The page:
All-Stars advance athletics

By | Sport
The Bolt All-Stars celebrating victory. Credit @flickr,com.

Recently, the sport of athletics seemed to undergo a transition attempt, with an inaugural tournament, headlined by Olympic champion Usain Bolt, contested for the first time. The Nitro Athletics competition, hosted in Melbourne, included a mix of pioneering events combined with traditional ones, which may suggest the competition aims to drive the sport in a fresh direction by providing continuous, intriguing action. In addition, the competition boasted competitors including Asafa Powell and Christine Ohuruogu, both Olympians, which may suggest a high calibre set of athletes support the innovation, and the attempted revolution of the sport. Ultimately, whilst Bolt’s team may be superiorly impacted due to their victory, perhaps all the teams may draw productive outcomes via their inclusion, and ultimately may instigate the precedent for future competitions.

The tournament was contested between 5 nations, all of which have amassed varying degrees of success during previous Olympics, and a Bolt All-Star team, compiled of athletes specifically chosen by the 8-time Olympic gold medallist himself; the experience of the squads, coupled with the desire to attain victory in the inaugural tournament, seemed to suggest any team boasted the credentials to win. Each squad consisted of 12 male and 12 female athletes and, whilst in the traditional events, the genders were split, others, such as the 4x100m, saw the sexes combined. These ground-breaking mixed events may have further significance for the sport in general, as it may have highlighted the strengths, and abilities, of both male and female athletes, and a smorgasbord of victories for varying countries may suggest both possess the capabilities to compete at a similarly high standard. With points on offer for high finishes rather than medals, it seemed to enable the athletes to focus on teamwork, perhaps superiorly beneficial for both the athletes and sport in general.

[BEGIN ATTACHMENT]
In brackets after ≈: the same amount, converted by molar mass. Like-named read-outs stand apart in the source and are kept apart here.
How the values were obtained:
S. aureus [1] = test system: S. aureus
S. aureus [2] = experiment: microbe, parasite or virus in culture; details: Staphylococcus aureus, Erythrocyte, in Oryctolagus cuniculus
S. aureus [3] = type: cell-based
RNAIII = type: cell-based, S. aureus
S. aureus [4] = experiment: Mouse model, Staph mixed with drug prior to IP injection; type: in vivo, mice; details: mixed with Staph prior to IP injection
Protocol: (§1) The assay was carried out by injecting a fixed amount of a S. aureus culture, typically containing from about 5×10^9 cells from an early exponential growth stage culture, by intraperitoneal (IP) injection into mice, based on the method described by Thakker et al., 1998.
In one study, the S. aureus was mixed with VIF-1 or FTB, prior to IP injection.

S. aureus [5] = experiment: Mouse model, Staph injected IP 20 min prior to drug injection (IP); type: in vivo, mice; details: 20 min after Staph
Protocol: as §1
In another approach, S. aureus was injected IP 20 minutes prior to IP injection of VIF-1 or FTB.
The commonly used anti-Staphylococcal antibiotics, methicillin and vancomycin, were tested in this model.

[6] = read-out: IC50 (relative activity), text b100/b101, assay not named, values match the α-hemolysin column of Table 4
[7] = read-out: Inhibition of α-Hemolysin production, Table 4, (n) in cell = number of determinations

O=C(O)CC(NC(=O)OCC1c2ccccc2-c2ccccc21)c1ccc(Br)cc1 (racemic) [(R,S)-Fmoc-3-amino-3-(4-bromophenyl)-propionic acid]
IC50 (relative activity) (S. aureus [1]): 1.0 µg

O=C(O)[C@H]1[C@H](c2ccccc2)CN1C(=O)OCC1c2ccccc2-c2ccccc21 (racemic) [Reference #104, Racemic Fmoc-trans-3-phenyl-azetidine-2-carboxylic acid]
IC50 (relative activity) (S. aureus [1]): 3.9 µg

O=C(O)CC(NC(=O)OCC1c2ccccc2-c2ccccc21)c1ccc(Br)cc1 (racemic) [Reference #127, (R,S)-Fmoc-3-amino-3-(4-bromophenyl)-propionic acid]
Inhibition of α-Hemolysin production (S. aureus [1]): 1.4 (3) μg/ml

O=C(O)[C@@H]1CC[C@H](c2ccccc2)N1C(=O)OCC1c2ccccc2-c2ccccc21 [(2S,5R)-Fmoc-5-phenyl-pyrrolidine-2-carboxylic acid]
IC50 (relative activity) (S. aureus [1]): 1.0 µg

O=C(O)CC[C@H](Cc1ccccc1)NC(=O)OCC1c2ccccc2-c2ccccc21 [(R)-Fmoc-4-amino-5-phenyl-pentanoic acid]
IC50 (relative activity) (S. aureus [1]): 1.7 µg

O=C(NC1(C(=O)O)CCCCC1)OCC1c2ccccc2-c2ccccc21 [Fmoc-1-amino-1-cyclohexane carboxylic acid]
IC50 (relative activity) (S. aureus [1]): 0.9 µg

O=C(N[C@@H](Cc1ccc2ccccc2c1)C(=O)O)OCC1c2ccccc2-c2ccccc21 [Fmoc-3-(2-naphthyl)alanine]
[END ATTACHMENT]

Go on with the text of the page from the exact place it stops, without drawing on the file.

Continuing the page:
The tournament concluded with a victory for Bolt’s All-Stars, with a contributing factor perhaps being Bolt handpicking his team; a mix of Olympians and youngsters seemingly showcasing motivation to amass experience versus fellow athletes with accomplished repertoires perhaps providing dividends. Yet, the other countries, most notably Australia, seemed to take their underdog title in their stride, with Morgan Mitchell, a former Olympian herself, seemingly spearheading her country’s charge for the title, and her consistent ranking amongst the top three seemed to act as the catalyst in propelling Australia to second. Yet, consistent performances seemed to enable the All-Stars to conclude the series at the pinnacle, and ultimately Bolt’s ideology surrounding the events, such as utilising his ‘Power Play’, enabling his team to earn double points in one chosen event, on the 4x100m, showcasing his ability as a leader, and this may have enhanced the initial impact he had on his team simply by competing alongside them.

Australia's Morgan Mitchell running in the 2x300m relay. Credit

Australia’s Morgan Mitchell running in the 2x300m relay. Credit

Whilst the creators of the events may naturally gain the plaudits, as they seem to be aiming to implement innovation to a sport which has seemed to remain relatively consistent since the maiden Olympics in 1896, plaudits may also have been gained by both Usain Bolt and Sebastian Coe; Bolt’s inclusion may have productively impacted the other athletes, who may have been striving to perform at their peak ability to compete with him, whilst Coe, the President of the IAAF, being in attendance may suggest he is in favour of innovation. This support from the governing body may contribute to athletics becoming a more accessible, and revolutionary sport.

Whilst Bolt’s team ended the tournament as victors, the competition ultimately seemed to be contested between a smorgasbord of the most accomplished athletes in the world, which seemingly enabled all of the events to be contested at a high standard. Perhaps more pivotally, the event may act as the catalyst in the occurrence of further modification, and may motivate athletes to strive to achieve in order to earn a place for their respective countries in the tournament. The inclusion of the aforementioned pioneering events, coupled with tradition, seemed to provide an intriguing balance to the tournament, perhaps enabling athletics to be taken in a new, fresh direction and, with accomplished athletes, and Lord Coe, seemingly providing their support, perhaps the desire for reform has been assessed.

How may the tournament act as the catalyst in the innovation of Athletics?


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